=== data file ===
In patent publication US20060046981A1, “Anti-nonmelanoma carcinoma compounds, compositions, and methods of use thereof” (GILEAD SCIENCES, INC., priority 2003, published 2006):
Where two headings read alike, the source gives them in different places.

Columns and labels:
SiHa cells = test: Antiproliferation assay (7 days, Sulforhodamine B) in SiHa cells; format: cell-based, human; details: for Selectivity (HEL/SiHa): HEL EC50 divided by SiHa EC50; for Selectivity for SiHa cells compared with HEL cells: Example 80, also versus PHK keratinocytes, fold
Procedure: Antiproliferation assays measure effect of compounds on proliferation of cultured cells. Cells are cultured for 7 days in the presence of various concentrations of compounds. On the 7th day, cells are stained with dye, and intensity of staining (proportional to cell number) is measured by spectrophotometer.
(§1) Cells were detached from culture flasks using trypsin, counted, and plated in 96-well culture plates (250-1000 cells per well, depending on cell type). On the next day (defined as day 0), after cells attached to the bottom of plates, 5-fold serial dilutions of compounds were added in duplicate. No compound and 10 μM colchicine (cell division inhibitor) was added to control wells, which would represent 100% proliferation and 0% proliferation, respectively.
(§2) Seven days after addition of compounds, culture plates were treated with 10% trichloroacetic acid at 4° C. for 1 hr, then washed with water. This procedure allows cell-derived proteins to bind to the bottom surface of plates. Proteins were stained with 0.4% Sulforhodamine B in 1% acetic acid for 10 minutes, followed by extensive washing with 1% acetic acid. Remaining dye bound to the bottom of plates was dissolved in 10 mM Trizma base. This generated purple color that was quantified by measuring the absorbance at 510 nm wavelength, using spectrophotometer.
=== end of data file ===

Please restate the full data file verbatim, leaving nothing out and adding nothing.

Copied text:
In patent publication US20060046981A1, “Anti-nonmelanoma carcinoma compounds, compositions, and methods of use thereof” (GILEAD SCIENCES, INC., priority 2003, published 2006):
Where two headings read alike, the source gives them in different places.

Columns and labels:
SiHa cells = test: Antiproliferation assay (7 days, Sulforhodamine B) in SiHa cells; format: cell-based, human; details: for Selectivity (HEL/SiHa): HEL EC50 divided by SiHa EC50; for Selectivity for SiHa cells compared with HEL cells: Example 80, also versus PHK keratinocytes, fold
Procedure: Antiproliferation assays measure effect of compounds on proliferation of cultured cells. Cells are cultured for 7 days in the presence of various concentrations of compounds. On the 7th day, cells are stained with dye, and intensity of staining (proportional to cell number) is measured by spectrophotometer.
(§1) Cells were detached from culture flasks using trypsin, counted, and plated in 96-well culture plates (250-1000 cells per well, depending on cell type). On the next day (defined as day 0), after cells attached to the bottom of plates, 5-fold serial dilutions of compounds were added in duplicate. No compound and 10 μM colchicine (cell division inhibitor) was added to control wells, which would represent 100% proliferation and 0% proliferation, respectively.
(§2) Seven days after addition of compounds, culture plates were treated with 10% trichloroacetic acid at 4° C. for 1 hr, then washed with water. This procedure allows cell-derived proteins to bind to the bottom surface of plates. Proteins were stained with 0.4% Sulforhodamine B in 1% acetic acid for 10 minutes, followed by extensive washing with 1% acetic acid. Remaining dye bound to the bottom of plates was dissolved in 10 mM Trizma base. This generated purple color that was quantified by measuring the absorbance at 510 nm wavelength, using spectrophotometer.